Scientists from Russia revealed the secrets of the first «bricks of life» of the Universe

© University of Copenhagen/Lars BuchhaveПротопланетный gas-dust disk around the starScientists from Russia revealed the secrets of the first «bricks of life» of the Universe© University of Copenhagen/Lars Buchhave

Chemists from Moscow state University have discovered how cosmic rays and other forms of ionizing radiation can change the chemical structure of primitive organic molecules that formed in the Universe in the first moments of its existence, according to an article published in the journal Radiation Physics and Chemistry.

«The next step towards understanding of the processes occurring in interstellar space, will study the chemistry of more complex ICES containing other Astronomicheski important compounds. Ultimately, such studies may shed light on the processes of evolution of extraterrestrial substances prior to the onset of life,» says Anastasia Volosatova, an employee of the chemistry Department of MSU named after M. V. Lomonosov.

In the first era of the Universe lights is almost entirely composed of hydrogen and helium – all other elements, including carbon, nitrogen and oxygen appeared in their depths, and were then scattered through the galaxies during supernova explosions. The next generation of stars spawned an even greater mass of astronomical «metals» – elements heavier than hydrogen and helium.

A small number of these «metals» in the early Universe leads many scientists to believe that life did not arise then, including because the appropriate planets are not formed from-for elementary shortages of building materials. In addition, low concentrations of «metals» could interfere with the synthesis of the first complex organic molecules that make up life.

Volosatova and her colleagues have uncovered one of the possible ways of their formation, watching as the simplest organic molecule is acetonitrile, a compound of methane and nitrogen changes under the action of cosmic rays and radiation.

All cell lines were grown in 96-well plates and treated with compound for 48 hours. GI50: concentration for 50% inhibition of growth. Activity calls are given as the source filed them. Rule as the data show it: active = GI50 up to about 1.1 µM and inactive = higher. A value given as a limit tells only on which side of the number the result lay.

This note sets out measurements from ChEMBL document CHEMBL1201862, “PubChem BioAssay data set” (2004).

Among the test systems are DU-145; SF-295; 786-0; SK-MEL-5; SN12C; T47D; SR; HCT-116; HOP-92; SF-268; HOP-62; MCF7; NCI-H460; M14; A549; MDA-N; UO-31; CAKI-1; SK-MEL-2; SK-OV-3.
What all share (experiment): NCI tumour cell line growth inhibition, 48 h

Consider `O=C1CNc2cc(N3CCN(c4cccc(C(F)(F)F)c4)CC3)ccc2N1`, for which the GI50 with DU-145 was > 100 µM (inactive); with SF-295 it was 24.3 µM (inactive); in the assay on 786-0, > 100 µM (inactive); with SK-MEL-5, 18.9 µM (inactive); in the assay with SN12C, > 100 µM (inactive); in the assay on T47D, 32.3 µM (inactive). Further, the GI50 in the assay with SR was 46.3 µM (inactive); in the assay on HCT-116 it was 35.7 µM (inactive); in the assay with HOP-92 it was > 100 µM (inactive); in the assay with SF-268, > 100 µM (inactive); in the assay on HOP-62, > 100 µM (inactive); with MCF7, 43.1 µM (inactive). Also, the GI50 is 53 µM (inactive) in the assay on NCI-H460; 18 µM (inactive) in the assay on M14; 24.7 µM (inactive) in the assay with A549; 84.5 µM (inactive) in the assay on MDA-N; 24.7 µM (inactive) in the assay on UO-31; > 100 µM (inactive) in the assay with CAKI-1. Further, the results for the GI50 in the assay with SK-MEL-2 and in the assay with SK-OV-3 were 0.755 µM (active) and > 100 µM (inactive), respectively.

To conduct such experiments, Russian chemists have created a special chamber in which was maintained a «space» conditions – low temperatures, high radiation levels and an almost complete vacuum. In this camera, scientists injected the pieces of various frozen noble gases — neon, xenon, argon or krypton, which contained inclusions of organic matter, and watched how varied their composition.

These experiments revealed an unusual effect – the chemical composition of the ice, presumably not involved in these reactions greatly affect how cosmic rays transformed the acetonitrile. For example, in neon the ice there were a large number of molecules of isonitrile methane, nitrogen, carbon, and molecules of methane, and neon environment – large quantities of ketenimine (CH2CNH), whose molecules have been found in space.

Monitor more complex reactions, which are planned by the Russian researchers, will show whether the environment and the composition of the grains of ice and dust, which usually is «space» organic, also greatly affect its evolution as the conversion of acetonitrile. The answer to this question, as scholars have noted, extremely important for understanding how and in what environment is there «blocks of life» on Earth.